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Up The Junction [DVD]
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A girl from the fashionable end of Chelsea goes down Market to Battersea to experience life. Based on a semi-documentary about Lond on's freewheeling lifestyles of the 1960s.
Tired of her comfortable life in Chelsea, Polly (Suzy Kendall, To Sir With Love) decides to go 'slumming' in Battersea to see how the other half lives. She soon settles into her new digs, gets a job at a factory, and makes some friends. When one of those friends accidentally falls pregnant, Polly is awakened to the reality that abortion is illegal and can only be gotten through shady back-street dealings. Controversial at the time of its release due to the uncomfortable subject matter, Up the Junction presents a gritty, unappealing view of working class life in Britain, and calls to mind such kitchen sink dramas as Mike Leigh's Vera Drake and Saturday Night and Sunday Morning. Based on the novel of the same name by Nell Dunn.
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Top Customer Reviews
Julie Christie lookalike Suzy Kendall plays the posh young idealist who follows her dream of leaving her stuffy and over privileged life in Chelsea to slum it among the 'more real', 'more alive' people of downmarket Battersea. Her resulting journey looks both nostalgic and other worldly to us now, and perhaps it was laid on a bit thick with the class divide thing and the experiencing real life stuff, but this WAS a different era to today. So it romanticises the lives of down at heel but good hearted Londoners somewhat, and maybe even overstates the effects of the class divide a little but it does make for a moving film experience. Has some fantastically arty scenes, such as the courting scene in the half demolished house where they look out through the rubble at London with an orange sunset. It is both very astute and faintly naive, and really bigs up the idealism of Suzy Kendall's character, who is overall a very believable 1960s character.Read more ›
I think that this adaptation from the Nell Dunn story is a true classic of sixties British cinema. There are crisp, vibrant colours and a fantastic sound-track from Manfred Mann that is very reminiscent of the sound of Crosby, Stills & Nash that was still to come. There are also some fine character performances from the likes of Maureen Lipman and Adrienne Posta. The subject matter is very contemporary as abortion was only just being de-criminalised at the time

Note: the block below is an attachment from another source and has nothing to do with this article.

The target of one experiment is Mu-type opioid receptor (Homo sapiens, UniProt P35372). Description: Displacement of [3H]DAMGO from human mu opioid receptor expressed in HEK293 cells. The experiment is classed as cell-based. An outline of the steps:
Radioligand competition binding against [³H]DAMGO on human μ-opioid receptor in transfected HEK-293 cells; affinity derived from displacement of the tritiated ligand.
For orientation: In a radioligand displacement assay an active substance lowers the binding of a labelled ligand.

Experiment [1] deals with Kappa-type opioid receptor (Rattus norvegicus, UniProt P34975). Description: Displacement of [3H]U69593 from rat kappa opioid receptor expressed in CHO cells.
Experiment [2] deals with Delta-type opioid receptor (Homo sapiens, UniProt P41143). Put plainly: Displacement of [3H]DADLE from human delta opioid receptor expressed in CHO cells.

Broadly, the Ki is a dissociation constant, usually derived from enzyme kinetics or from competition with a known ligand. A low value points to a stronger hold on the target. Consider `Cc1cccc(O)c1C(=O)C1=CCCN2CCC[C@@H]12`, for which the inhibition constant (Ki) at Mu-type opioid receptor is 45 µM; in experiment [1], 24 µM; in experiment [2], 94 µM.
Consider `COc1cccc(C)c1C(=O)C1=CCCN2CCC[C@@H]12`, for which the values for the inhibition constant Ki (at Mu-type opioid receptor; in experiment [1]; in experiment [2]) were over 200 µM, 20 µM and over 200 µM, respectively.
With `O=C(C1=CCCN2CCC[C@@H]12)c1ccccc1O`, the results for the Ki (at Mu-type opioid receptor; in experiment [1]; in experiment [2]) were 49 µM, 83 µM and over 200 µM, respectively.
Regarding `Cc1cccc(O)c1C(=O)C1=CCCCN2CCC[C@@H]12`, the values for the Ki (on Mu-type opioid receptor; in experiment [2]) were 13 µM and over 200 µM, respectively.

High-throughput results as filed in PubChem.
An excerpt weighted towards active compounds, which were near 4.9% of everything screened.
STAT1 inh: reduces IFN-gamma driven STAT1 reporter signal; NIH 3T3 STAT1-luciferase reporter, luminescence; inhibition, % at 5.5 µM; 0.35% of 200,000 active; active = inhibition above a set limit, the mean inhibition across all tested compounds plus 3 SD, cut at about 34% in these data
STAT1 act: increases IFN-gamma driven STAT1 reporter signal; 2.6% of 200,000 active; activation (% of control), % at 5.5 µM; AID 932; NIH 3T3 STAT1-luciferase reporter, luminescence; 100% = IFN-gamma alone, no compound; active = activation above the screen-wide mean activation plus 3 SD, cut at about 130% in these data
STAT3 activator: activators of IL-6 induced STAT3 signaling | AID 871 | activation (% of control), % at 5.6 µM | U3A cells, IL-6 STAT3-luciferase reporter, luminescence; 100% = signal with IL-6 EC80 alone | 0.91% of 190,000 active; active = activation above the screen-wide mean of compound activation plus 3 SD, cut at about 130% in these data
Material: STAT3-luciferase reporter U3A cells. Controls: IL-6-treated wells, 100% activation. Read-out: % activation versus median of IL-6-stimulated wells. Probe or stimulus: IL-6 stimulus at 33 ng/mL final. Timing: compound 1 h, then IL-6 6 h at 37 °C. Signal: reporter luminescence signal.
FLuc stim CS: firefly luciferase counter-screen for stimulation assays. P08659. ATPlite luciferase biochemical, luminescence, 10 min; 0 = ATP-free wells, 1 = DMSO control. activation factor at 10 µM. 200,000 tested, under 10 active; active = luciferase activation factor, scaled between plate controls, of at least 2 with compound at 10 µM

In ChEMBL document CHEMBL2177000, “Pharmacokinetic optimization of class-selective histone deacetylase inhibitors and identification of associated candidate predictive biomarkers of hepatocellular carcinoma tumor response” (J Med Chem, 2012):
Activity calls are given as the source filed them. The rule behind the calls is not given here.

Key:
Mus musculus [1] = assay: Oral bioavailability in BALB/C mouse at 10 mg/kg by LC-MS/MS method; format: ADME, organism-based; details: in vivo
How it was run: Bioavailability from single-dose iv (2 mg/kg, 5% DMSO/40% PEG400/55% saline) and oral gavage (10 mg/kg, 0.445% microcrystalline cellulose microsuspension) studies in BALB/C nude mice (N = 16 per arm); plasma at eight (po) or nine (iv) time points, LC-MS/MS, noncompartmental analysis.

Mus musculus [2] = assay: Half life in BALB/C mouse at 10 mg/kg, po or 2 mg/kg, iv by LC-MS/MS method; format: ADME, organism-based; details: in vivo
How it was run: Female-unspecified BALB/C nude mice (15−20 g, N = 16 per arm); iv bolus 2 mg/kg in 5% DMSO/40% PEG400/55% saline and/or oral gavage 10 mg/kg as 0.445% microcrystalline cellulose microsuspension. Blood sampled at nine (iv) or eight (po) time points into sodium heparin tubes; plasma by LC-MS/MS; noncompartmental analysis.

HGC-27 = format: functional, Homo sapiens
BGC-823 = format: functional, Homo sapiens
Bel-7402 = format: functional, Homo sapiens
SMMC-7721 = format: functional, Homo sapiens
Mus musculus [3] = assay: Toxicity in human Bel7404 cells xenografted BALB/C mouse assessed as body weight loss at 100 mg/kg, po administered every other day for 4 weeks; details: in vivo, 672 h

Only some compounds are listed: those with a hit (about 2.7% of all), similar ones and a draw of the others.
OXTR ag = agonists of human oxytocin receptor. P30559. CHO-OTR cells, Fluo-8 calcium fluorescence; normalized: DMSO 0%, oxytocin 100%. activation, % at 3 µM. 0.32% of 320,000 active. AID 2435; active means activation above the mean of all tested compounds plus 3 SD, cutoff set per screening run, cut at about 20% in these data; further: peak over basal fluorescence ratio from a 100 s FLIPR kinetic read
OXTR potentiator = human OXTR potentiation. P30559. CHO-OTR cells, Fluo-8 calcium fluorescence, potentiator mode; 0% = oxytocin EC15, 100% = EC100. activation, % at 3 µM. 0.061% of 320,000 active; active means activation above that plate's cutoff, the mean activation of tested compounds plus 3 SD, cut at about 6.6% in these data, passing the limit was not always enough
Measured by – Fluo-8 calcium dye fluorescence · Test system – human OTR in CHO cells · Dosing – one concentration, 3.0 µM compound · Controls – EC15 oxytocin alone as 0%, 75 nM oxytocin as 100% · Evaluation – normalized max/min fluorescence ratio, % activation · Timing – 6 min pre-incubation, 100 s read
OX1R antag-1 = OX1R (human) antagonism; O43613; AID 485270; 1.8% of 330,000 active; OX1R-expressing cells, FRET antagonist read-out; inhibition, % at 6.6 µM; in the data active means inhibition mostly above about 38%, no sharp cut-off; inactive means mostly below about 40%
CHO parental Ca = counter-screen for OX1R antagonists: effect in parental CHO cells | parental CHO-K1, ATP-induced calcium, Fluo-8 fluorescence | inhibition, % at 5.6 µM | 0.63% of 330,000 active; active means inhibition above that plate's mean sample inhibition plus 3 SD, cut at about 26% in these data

I've just bought this film on DVD, having previously being conned into buying a pirated copy on E-bay (out of desparation at its non-availability). The picture is a revalation (full wide-screen) and the sound is very good. Unfortunately, there are no extras. I would have thought Dennis Waterman, with all his exposure on tv in recent years, could have at least been given the opportunity of providing an audio commentary, but I'm not complaining.
The story is great too, and tackles the hopes and dreams of the different social classes, and their attitudes to life and money. In many ways it all looks a bit innocent now, even the hard-hitting stuff, and you'd imagine that rich Chelsea girl Suzy Kendall would actually have lasted about five minutes in the real world. However, the film is 40 years old, so that could just be the cynical 21st century viewer speaking.
Dennis Waterman looks about fifteen but his acting, along with all the others, is brilliant. I want his scooter too. Everyone looks stylish, except the rockers, and even Maureen Lipman looks hip when she's not in a pinafore. Up the Junction is a superb film, with an atmospheric and evocative soundtrack, and if you have any interest whatsoever in our cultural and social past, have a look at it.
Most Recent Customer Reviews
Gritty 'fly on the wall' social film about rich girl rebelling against her class and background in London. Good film and quite watchable.Published 2 months ago by H. L. Radcliffe
Interesting scenes of London way back then. Good performances throughout.Published 4 months ago by B